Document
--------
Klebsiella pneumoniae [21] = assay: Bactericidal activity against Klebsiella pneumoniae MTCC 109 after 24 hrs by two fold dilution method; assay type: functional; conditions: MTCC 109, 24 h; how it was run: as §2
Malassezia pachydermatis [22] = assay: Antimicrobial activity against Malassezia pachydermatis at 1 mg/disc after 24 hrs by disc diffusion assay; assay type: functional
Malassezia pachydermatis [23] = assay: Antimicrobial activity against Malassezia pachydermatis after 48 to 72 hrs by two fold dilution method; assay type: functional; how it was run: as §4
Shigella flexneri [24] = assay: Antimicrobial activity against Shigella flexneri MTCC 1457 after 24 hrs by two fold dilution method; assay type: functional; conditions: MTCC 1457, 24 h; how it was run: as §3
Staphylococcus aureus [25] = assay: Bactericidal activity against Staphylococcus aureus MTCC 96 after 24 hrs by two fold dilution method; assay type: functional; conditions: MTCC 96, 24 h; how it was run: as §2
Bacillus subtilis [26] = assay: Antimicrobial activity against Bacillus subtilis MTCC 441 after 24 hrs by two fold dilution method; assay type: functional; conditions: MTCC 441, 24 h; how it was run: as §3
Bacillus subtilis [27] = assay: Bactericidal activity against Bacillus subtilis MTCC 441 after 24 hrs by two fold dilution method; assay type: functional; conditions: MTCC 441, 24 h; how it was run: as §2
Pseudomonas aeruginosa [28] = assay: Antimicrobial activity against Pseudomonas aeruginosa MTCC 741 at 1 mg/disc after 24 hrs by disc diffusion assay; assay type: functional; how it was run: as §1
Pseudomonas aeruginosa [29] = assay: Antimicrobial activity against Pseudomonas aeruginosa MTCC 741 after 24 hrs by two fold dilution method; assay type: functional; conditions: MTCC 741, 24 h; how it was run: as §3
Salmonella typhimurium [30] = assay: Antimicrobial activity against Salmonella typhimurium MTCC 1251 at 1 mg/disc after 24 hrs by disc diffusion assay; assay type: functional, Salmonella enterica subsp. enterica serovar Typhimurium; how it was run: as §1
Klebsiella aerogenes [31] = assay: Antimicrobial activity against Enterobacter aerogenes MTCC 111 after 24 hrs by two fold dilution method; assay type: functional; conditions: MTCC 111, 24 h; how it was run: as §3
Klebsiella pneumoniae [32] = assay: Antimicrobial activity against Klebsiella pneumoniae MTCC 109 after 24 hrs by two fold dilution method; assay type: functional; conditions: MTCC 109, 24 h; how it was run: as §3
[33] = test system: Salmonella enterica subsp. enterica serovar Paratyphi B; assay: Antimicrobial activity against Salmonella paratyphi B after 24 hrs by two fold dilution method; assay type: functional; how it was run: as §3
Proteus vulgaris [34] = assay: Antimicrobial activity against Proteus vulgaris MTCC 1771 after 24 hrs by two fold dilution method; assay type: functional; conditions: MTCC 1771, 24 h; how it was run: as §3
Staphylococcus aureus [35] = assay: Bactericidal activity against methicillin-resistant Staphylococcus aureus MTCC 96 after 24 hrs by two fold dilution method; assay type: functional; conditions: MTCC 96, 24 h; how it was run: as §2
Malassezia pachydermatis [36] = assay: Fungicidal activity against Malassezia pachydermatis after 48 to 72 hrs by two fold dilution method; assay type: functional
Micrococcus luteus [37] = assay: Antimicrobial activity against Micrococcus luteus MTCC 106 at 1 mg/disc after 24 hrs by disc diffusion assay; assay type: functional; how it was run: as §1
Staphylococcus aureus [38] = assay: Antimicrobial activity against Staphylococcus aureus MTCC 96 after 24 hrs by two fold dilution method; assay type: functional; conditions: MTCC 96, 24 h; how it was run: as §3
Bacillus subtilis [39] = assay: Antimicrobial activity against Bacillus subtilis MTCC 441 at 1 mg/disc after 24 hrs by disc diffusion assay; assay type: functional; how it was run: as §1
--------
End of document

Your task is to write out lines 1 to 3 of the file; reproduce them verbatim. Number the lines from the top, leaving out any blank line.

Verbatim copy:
Klebsiella pneumoniae [21] = assay: Bactericidal activity against Klebsiella pneumoniae MTCC 109 after 24 hrs by two fold dilution method; assay type: functional; conditions: MTCC 109, 24 h; how it was run: as §2
Malassezia pachydermatis [22] = assay: Antimicrobial activity against Malassezia pachydermatis at 1 mg/disc after 24 hrs by disc diffusion assay; assay type: functional
Malassezia pachydermatis [23] = assay: Antimicrobial activity against Malassezia pachydermatis after 48 to 72 hrs by two fold dilution method; assay type: functional; how it was run: as §4